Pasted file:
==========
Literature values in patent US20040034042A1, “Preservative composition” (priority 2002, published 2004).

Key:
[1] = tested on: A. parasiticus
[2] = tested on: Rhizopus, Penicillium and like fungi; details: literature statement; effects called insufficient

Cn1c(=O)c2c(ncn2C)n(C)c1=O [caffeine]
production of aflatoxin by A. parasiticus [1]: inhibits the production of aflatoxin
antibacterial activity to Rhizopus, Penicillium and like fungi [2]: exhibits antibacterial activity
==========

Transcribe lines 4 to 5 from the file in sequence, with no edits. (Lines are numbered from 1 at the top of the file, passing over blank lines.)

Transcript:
[2] = tested on: Rhizopus, Penicillium and like fungi; details: literature statement; effects called insufficient

Cn1c(=O)c2c(ncn2C)n(C)c1=O [caffeine]